There was until yesterday in this forum a thread which started as a discussion about the use of genitive in Ephesians 4.9. Soon discussion deviated to general issues of studying. The starter of the thread deleted all of his posts, so that I had no other choice than to delete the thread.
I still can't understand his reaction to things that I consider trivial. It seems that they are not, at least not to all of us, which is the reason of this post, in case other people too might find some help - or some anger!
In studying Greek or anything there are no Authorities. This doesn't mean, obviously, that we all have the same knowledge. We don't. But no one, no matter how great his knowledge might be, no one is an Infallible or Omniscient person. Knowledge changes, even scientific knowledge can change and has changed in the course of time dramatically. Therefore, all opinions are potentially wrong or insufficient and can/should be under examination. The King in studying is Arguments, not the supposed authorities.
Especially in studying Greek and in similar cases, this examination is a task open to anyone, since common reasoning is the principal power that underlies this kind of studying.
Most of the authors of grammar books are persons of (in the best case) limited philosophical abilities. We learn about Greek from a few paragraphs of Heidegger much more (more interesting and crucial) than all the wisdom we can get from the best authors of Greek grammars.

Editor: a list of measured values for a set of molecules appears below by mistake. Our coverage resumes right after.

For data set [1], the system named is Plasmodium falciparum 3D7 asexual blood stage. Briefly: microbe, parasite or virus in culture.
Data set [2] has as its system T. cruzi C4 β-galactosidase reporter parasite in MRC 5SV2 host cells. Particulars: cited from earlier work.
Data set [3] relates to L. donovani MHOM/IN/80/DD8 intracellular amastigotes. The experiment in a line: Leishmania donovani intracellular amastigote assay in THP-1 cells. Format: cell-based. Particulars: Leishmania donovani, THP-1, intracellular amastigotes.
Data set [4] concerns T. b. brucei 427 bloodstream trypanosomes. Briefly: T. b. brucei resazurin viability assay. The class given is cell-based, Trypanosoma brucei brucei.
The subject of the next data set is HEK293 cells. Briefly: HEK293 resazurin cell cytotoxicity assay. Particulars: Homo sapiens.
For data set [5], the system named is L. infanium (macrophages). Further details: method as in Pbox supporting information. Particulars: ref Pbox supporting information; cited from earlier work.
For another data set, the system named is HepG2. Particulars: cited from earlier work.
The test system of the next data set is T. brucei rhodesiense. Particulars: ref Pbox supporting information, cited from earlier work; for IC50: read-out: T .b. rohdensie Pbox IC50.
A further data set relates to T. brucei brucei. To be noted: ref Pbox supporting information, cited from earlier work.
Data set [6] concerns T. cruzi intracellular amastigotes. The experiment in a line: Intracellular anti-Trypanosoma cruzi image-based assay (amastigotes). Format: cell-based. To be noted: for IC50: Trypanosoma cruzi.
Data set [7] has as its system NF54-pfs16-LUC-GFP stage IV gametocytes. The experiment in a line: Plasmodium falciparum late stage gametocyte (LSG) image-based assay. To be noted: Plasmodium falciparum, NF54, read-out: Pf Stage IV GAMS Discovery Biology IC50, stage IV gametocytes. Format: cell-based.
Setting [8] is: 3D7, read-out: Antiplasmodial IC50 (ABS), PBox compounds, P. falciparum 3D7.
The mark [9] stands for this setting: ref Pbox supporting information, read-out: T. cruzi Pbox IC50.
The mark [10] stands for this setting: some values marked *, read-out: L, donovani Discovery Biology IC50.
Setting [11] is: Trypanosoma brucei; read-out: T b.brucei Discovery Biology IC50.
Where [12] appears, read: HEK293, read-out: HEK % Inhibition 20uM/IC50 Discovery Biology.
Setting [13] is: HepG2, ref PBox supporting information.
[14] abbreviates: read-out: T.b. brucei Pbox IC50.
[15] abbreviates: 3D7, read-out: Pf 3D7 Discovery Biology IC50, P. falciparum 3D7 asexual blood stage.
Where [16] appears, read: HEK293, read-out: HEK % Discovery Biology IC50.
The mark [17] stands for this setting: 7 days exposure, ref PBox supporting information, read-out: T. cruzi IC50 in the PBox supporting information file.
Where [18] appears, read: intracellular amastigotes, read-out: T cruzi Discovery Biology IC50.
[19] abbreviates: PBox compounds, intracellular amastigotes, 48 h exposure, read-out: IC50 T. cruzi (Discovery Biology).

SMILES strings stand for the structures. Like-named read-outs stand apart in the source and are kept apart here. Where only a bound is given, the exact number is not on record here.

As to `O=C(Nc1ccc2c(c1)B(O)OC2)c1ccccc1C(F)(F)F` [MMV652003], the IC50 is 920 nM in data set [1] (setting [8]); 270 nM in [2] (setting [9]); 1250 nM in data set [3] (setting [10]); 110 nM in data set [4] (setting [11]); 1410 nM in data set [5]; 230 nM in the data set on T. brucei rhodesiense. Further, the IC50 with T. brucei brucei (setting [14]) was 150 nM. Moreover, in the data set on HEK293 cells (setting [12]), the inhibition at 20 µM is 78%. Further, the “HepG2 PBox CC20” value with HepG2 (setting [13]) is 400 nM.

The grammarians' want of philosophical thinking leads them even to absurd conclusions, as is the case with some of them mentioned in the deleted thread, who fail to recognise even the most obvious, that there exists a sense of possession in the so called genitives of the whole or partitive genitives.
These are considered by them to be opposite to possessive genitives, although even a small child can understand that a whole possesses its parts and the parts belong and are subjected to the whole.
A part of the earth is a part because the earth needs it and owns it, or rather it is first a part and then the earth starts to own it?
A part of the earth can not even exist without the earth, just as a member of a body can not be alive without the body. Therefore the possessive sense is more important than the partitive sense, so that, even if the inventors of the partitive sense as opposite to the possessive, were only trying to arrive to a more primary and important definition, even without denying the possessive sense, they would be wrong, since the possessive sense is more primary and important than the partitive sense.
Here is how one can understand a grammatical issue, without having an Oxford degree in grammar, just by exercising man's reasoning power, avoiding to be seduced by the sirens of diplomas and authorities. As Plato, who had no university degree, and to whom our universities and the whole of the Western thinking is based, consults, we'd better not ask where a man is from, but just examine if what he says is right or wrong.
Thinking is the difficult and also the interesting task in studying. It is easy and boring to follow authorities, and it is even dangerous, because this enslavement tends to expand to the whole life and creates persons without power to discern false from true, always subject to fanaticism, always waiting to just listen and follow the supposed authorities' commands.
Thus, my advice would be for all of us to remember Plato's advice. No matter if someone is young or old, Greek or barbarian, man or woman, Ph.D owner or self-taught..., just listen to what he says and judge the arguments - not the age, or the color, nationality, diplomas, etc.